Walk through the show floor at ISC West in Las Vegas next month and you’ll see hundreds of security products peddled by vendors wanting to sell you the “latest and greatest” in security technology. But sometimes, you don’t need technology as much as you need someone to sit down with you and have a frank and honest conversation about what you should or should not install in your enterprise. Then you can talk technology, right? Of course, it all depends upon your situation, your environment and the risks that you are trying to mitigate, but who wants to be sold something that they don’t need or can’t use?
Want happy employees? It’s more than the occasional catered office lunch. It’s providing an environment where employees can be productive, collaborate with colleagues and find creative ways to power through their to-do lists. Mobile devices play a primary role in this movement, but so have the widespread adoption of public and private cloud applications, which have provided workers access to their files, and each other, anywhere, anytime and from any device.
In 2009, Heartland Payment Systems announced that it had suffered a devastating breach: 134 million credit cards were exposed through SQL Injection attacks used to install spyware on Heartland’s data systems. The company processes payments for debit, prepaid and credit cards, in addition to online payments and checks and payroll services.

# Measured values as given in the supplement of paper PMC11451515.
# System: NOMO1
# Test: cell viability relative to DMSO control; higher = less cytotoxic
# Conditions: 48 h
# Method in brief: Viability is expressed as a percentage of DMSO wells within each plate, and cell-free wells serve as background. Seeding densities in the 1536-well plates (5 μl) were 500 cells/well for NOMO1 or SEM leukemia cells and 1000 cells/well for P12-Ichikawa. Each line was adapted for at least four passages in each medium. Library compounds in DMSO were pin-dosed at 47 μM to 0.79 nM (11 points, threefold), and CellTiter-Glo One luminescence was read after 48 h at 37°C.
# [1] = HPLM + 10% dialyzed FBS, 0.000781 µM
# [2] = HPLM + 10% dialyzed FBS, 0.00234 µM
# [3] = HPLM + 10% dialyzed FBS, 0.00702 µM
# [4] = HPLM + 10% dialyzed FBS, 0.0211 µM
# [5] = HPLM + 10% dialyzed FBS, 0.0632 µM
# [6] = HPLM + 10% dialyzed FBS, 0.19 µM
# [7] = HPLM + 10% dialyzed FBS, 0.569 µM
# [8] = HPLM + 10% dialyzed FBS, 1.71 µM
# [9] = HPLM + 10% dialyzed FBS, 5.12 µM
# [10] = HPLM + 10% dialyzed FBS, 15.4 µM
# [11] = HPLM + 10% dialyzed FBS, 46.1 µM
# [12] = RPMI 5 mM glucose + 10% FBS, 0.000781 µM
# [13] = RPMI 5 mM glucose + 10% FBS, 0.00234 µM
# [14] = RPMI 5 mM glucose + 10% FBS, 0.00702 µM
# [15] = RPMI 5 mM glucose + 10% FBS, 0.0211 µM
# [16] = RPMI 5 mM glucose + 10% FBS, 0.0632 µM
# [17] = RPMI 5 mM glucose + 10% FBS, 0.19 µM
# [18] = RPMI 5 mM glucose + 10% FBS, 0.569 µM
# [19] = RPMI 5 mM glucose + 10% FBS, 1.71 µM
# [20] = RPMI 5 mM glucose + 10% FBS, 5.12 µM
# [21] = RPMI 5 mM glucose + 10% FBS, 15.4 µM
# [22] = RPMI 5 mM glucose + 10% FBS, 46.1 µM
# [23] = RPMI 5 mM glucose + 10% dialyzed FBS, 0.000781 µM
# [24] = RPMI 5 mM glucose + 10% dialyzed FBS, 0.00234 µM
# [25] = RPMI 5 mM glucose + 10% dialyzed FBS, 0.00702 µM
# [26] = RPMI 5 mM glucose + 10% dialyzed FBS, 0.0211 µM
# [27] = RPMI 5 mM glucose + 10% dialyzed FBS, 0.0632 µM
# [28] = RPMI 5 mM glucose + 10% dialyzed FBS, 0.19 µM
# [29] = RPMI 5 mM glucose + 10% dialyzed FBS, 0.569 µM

Anew term starts today for Security magazine – the business publication that provides solutions for enabling and assuring business. I am proud to introduce Chris Ward as publisher of Security magazine, both print and online.
Known as Music City USA, Nashville attracts artists from nearly every genre of music and from all corners of the globe. The community boasts approximately 200 recording studios as well as the supporting spinoff industries such as booking agencies, publishing companies, trade publications and more.
Tailgating is one of the most common and innocent security breaches – an employee opening a door and holding it open for others, visitors without badges, or the passive acceptance of a uniformed worker. The problem with these lax situations and common courtesy is that they open your building to undocumented and unauthorized entry by individuals who could intend harm to your property and employees.
Healthcare security is changing. As more and more hospitals form or join health systems or implement the Affordable Care Act, the standardization of security officer services has many advantages. The need for greater value from service providers, more efficient programs, consistent protocols for staff and patients and an increasing focus on both safety and security are positioning standardization of security services as a critical solution for health systems.
Vanderbilt University has earned many distinctions, including Princeton Review’s top ranking for colleges with the happiest students. The school’s latest endeavor is taking the plunge and going mobile with access control.
Edward Snowden may have the reputation as the most infamous insider threat in recent history, but he’s not the only one who used his job and company resources to commit a crime. Learn why insider threat programs are necessary to allow the organization to prevent, detect, respond to and deter insider threats. Also in this issue: how security professionals can prevent workplace bullying, how mass notification is becoming part of the essential infrastructure of enterprises, and much more!